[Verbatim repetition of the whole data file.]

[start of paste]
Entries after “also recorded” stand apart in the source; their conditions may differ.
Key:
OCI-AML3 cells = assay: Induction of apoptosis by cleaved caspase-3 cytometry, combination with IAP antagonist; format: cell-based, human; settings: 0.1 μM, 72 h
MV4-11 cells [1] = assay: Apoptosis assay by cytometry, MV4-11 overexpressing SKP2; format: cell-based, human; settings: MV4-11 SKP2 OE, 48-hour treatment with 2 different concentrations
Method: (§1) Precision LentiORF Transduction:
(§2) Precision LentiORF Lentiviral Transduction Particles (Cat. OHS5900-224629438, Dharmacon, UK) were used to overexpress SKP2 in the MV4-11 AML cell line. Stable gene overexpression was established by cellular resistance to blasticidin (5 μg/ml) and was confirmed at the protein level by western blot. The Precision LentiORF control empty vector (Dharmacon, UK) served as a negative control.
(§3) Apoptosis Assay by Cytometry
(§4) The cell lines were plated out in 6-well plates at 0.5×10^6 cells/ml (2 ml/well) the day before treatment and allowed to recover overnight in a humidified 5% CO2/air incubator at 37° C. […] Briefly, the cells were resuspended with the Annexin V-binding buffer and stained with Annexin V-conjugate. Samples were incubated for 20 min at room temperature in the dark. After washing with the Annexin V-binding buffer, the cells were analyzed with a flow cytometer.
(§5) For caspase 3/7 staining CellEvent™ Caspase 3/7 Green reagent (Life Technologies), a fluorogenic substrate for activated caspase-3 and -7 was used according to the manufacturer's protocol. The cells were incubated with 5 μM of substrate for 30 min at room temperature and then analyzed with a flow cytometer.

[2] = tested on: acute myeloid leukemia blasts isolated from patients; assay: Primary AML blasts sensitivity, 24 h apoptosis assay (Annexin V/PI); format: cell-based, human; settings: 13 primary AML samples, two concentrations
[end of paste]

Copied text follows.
Entries after “also recorded” stand apart in the source; their conditions may differ.
Key:
OCI-AML3 cells = assay: Induction of apoptosis by cleaved caspase-3 cytometry, combination with IAP antagonist; format: cell-based, human; settings: 0.1 μM, 72 h
MV4-11 cells [1] = assay: Apoptosis assay by cytometry, MV4-11 overexpressing SKP2; format: cell-based, human; settings: MV4-11 SKP2 OE, 48-hour treatment with 2 different concentrations
Method: (§1) Precision LentiORF Transduction:
(§2) Precision LentiORF Lentiviral Transduction Particles (Cat. OHS5900-224629438, Dharmacon, UK) were used to overexpress SKP2 in the MV4-11 AML cell line. Stable gene overexpression was established by cellular resistance to blasticidin (5 μg/ml) and was confirmed at the protein level by western blot. The Precision LentiORF control empty vector (Dharmacon, UK) served as a negative control.
(§3) Apoptosis Assay by Cytometry
(§4) The cell lines were plated out in 6-well plates at 0.5×10^6 cells/ml (2 ml/well) the day before treatment and allowed to recover overnight in a humidified 5% CO2/air incubator at 37° C. […] Briefly, the cells were resuspended with the Annexin V-binding buffer and stained with Annexin V-conjugate. Samples were incubated for 20 min at room temperature in the dark. After washing with the Annexin V-binding buffer, the cells were analyzed with a flow cytometer.
(§5) For caspase 3/7 staining CellEvent™ Caspase 3/7 Green reagent (Life Technologies), a fluorogenic substrate for activated caspase-3 and -7 was used according to the manufacturer's protocol. The cells were incubated with 5 μM of substrate for 30 min at room temperature and then analyzed with a flow cytometer.

[2] = tested on: acute myeloid leukemia blasts isolated from patients; assay: Primary AML blasts sensitivity, 24 h apoptosis assay (Annexin V/PI); format: cell-based, human; settings: 13 primary AML samples, two concentrations